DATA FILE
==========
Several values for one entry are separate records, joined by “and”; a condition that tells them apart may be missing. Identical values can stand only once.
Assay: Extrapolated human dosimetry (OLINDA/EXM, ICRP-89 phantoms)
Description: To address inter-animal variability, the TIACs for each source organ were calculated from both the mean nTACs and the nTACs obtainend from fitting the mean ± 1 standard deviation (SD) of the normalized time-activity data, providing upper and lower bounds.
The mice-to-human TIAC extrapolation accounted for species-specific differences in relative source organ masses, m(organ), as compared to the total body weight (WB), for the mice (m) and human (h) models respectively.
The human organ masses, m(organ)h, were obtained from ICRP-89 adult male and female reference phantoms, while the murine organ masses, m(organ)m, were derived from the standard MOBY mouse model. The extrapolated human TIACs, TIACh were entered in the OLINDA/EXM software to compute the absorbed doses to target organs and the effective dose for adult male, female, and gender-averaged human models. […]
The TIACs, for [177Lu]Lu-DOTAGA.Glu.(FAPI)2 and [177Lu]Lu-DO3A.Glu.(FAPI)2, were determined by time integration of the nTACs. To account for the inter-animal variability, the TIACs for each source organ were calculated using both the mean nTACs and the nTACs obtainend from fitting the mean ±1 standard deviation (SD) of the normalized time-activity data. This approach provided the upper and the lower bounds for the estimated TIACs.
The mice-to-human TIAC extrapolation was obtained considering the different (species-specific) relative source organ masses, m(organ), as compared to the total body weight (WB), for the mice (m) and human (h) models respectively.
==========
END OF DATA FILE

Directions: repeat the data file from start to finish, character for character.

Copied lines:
Several values for one entry are separate records, joined by “and”; a condition that tells them apart may be missing. Identical values can stand only once.
Assay: Extrapolated human dosimetry (OLINDA/EXM, ICRP-89 phantoms)
Description: To address inter-animal variability, the TIACs for each source organ were calculated from both the mean nTACs and the nTACs obtainend from fitting the mean ± 1 standard deviation (SD) of the normalized time-activity data, providing upper and lower bounds.
The mice-to-human TIAC extrapolation accounted for species-specific differences in relative source organ masses, m(organ), as compared to the total body weight (WB), for the mice (m) and human (h) models respectively.
The human organ masses, m(organ)h, were obtained from ICRP-89 adult male and female reference phantoms, while the murine organ masses, m(organ)m, were derived from the standard MOBY mouse model. The extrapolated human TIACs, TIACh were entered in the OLINDA/EXM software to compute the absorbed doses to target organs and the effective dose for adult male, female, and gender-averaged human models. […]
The TIACs, for [177Lu]Lu-DOTAGA.Glu.(FAPI)2 and [177Lu]Lu-DO3A.Glu.(FAPI)2, were determined by time integration of the nTACs. To account for the inter-animal variability, the TIACs for each source organ were calculated using both the mean nTACs and the nTACs obtainend from fitting the mean ±1 standard deviation (SD) of the normalized time-activity data. This approach provided the upper and the lower bounds for the estimated TIACs.
The mice-to-human TIAC extrapolation was obtained considering the different (species-specific) relative source organ masses, m(organ), as compared to the total body weight (WB), for the mice (m) and human (h) models respectively.